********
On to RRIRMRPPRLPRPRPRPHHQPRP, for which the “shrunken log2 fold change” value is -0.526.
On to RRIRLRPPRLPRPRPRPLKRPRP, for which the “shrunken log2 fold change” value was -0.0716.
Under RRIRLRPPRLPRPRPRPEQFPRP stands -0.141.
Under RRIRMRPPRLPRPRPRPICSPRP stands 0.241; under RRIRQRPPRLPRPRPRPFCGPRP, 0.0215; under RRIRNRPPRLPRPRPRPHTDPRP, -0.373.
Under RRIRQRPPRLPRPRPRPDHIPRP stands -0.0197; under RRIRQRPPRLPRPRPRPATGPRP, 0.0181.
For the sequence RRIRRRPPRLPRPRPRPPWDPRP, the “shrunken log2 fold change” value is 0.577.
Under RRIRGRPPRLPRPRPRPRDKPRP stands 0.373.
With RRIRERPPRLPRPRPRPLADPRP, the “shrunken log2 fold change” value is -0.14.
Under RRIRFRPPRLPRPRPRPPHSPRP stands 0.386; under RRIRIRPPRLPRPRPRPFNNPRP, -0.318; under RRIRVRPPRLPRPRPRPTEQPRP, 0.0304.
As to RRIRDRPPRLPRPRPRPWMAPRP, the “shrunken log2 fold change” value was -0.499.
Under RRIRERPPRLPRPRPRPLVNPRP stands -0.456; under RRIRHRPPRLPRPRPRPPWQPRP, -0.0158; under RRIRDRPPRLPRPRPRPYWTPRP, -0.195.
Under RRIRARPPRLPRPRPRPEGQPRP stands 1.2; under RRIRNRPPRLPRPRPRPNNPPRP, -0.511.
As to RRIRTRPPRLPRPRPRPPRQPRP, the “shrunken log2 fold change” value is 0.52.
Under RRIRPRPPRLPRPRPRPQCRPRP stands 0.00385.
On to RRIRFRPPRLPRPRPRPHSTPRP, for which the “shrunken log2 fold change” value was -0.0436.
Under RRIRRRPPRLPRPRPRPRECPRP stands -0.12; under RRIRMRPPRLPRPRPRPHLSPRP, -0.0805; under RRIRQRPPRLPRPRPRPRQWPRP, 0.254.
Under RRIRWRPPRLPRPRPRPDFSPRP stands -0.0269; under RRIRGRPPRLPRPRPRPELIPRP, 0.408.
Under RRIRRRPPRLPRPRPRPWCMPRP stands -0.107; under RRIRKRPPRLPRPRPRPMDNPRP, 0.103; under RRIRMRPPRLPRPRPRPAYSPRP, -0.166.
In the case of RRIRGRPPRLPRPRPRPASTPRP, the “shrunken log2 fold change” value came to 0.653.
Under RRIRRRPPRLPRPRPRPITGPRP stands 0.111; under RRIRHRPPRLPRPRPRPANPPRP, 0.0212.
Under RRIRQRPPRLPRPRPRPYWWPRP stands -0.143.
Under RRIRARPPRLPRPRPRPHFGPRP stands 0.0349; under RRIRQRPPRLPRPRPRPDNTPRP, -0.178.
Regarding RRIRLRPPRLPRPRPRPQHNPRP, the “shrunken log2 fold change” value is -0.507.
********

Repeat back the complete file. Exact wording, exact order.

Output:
On to RRIRMRPPRLPRPRPRPHHQPRP, for which the “shrunken log2 fold change” value is -0.526.
On to RRIRLRPPRLPRPRPRPLKRPRP, for which the “shrunken log2 fold change” value was -0.0716.
Under RRIRLRPPRLPRPRPRPEQFPRP stands -0.141.
Under RRIRMRPPRLPRPRPRPICSPRP stands 0.241; under RRIRQRPPRLPRPRPRPFCGPRP, 0.0215; under RRIRNRPPRLPRPRPRPHTDPRP, -0.373.
Under RRIRQRPPRLPRPRPRPDHIPRP stands -0.0197; under RRIRQRPPRLPRPRPRPATGPRP, 0.0181.
For the sequence RRIRRRPPRLPRPRPRPPWDPRP, the “shrunken log2 fold change” value is 0.577.
Under RRIRGRPPRLPRPRPRPRDKPRP stands 0.373.
With RRIRERPPRLPRPRPRPLADPRP, the “shrunken log2 fold change” value is -0.14.
Under RRIRFRPPRLPRPRPRPPHSPRP stands 0.386; under RRIRIRPPRLPRPRPRPFNNPRP, -0.318; under RRIRVRPPRLPRPRPRPTEQPRP, 0.0304.
As to RRIRDRPPRLPRPRPRPWMAPRP, the “shrunken log2 fold change” value was -0.499.
Under RRIRERPPRLPRPRPRPLVNPRP stands -0.456; under RRIRHRPPRLPRPRPRPPWQPRP, -0.0158; under RRIRDRPPRLPRPRPRPYWTPRP, -0.195.
Under RRIRARPPRLPRPRPRPEGQPRP stands 1.2; under RRIRNRPPRLPRPRPRPNNPPRP, -0.511.
As to RRIRTRPPRLPRPRPRPPRQPRP, the “shrunken log2 fold change” value is 0.52.
Under RRIRPRPPRLPRPRPRPQCRPRP stands 0.00385.
On to RRIRFRPPRLPRPRPRPHSTPRP, for which the “shrunken log2 fold change” value was -0.0436.
Under RRIRRRPPRLPRPRPRPRECPRP stands -0.12; under RRIRMRPPRLPRPRPRPHLSPRP, -0.0805; under RRIRQRPPRLPRPRPRPRQWPRP, 0.254.
Under RRIRWRPPRLPRPRPRPDFSPRP stands -0.0269; under RRIRGRPPRLPRPRPRPELIPRP, 0.408.
Under RRIRRRPPRLPRPRPRPWCMPRP stands -0.107; under RRIRKRPPRLPRPRPRPMDNPRP, 0.103; under RRIRMRPPRLPRPRPRPAYSPRP, -0.166.
In the case of RRIRGRPPRLPRPRPRPASTPRP, the “shrunken log2 fold change” value came to 0.653.
Under RRIRRRPPRLPRPRPRPITGPRP stands 0.111; under RRIRHRPPRLPRPRPRPANPPRP, 0.0212.
Under RRIRQRPPRLPRPRPRPYWWPRP stands -0.143.
Under RRIRARPPRLPRPRPRPHFGPRP stands 0.0349; under RRIRQRPPRLPRPRPRPDNTPRP, -0.178.
Regarding RRIRLRPPRLPRPRPRPQHNPRP, the “shrunken log2 fold change” value is -0.507.